The eel's serpentine (snake-like) body is not the only thing that makes it different from other fish. It is also migratory, meaning that it leaves fresh water to spawn in sea water, and travels a tremendous distance, halfway across the world, to do so. The flesh is firm and rich tasting, high in protein, vitamins A and E, and a good source of omega-3 fatty acids.
IN THE KITCHEN
Although jellied eels are probably the best known way of serving eel in Britain, they have always tended to be prepared commercially. So too eel pie, and eel and mash.
However a look across world cuisines shows there are plenty of simple ways of cooking eel at home. In Japan it's usually grilled and basted with a mirin and soy sauce marinade; the Italians use a similar technique with balsamic vinegar.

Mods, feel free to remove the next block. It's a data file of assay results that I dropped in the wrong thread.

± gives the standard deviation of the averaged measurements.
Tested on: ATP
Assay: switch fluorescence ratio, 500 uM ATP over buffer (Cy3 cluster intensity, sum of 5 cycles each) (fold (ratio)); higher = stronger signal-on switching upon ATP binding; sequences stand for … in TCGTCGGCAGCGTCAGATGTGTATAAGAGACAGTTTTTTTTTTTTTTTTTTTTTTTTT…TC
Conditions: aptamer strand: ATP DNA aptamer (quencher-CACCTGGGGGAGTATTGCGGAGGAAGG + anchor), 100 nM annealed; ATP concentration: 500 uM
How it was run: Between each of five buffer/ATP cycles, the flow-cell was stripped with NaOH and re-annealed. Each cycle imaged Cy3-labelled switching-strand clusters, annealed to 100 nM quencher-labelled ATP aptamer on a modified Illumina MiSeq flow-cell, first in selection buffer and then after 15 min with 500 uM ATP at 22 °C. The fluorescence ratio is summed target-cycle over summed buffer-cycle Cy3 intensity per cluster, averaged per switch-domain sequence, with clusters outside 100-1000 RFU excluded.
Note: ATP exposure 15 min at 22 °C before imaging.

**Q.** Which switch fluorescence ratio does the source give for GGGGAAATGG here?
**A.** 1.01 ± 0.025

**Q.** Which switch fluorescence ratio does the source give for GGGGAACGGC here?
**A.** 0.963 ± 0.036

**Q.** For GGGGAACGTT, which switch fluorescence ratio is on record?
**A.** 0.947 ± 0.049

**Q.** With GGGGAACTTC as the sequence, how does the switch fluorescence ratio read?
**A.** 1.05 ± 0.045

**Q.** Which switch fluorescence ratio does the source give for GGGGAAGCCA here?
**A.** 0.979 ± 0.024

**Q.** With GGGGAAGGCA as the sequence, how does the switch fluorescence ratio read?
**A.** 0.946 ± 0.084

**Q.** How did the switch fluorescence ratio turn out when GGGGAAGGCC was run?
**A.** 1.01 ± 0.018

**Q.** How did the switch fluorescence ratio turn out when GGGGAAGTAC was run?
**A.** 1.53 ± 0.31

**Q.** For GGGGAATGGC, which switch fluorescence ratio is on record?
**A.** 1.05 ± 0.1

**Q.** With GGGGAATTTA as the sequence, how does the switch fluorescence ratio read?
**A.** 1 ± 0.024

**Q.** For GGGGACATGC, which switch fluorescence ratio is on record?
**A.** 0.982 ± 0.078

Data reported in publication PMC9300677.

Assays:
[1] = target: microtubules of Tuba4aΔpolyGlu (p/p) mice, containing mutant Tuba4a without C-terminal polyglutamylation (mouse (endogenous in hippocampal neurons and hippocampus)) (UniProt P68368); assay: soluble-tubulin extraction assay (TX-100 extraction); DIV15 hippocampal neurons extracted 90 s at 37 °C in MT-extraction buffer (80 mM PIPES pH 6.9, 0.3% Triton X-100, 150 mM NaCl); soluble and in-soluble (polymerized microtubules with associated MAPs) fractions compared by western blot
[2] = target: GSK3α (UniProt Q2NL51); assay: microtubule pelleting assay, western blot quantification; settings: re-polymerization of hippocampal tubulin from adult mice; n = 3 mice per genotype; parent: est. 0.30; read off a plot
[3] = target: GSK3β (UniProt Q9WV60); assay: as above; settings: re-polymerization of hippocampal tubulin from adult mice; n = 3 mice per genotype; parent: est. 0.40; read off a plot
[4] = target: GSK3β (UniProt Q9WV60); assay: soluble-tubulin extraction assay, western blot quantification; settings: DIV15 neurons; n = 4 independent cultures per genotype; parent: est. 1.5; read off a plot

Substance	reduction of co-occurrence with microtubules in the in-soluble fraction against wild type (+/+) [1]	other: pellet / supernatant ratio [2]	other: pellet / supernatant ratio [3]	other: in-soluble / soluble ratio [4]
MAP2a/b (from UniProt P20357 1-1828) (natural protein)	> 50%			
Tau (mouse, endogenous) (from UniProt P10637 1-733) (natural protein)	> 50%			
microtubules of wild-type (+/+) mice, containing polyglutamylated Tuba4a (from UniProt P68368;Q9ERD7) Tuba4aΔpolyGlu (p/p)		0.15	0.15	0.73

Unlike other fish, eel takes well to stewing with ingredients such as with onion, wine and tomatoes. Many recipes for mackerel work well with eel, and like mackerel, eel is particularly delicious smoked. Serve smoked eel simply with brown bread and lemon, or try it in a risotto.
A fully-grown eel with tough silver skin is around 90cm long. Baby eels, known as elvers, are transparent and around 5-7cm long. They are edible but a rare and expensive treat. Conger eel is a different species altogether: it is larger, bony, and good to eat, although the flesh is not as rich.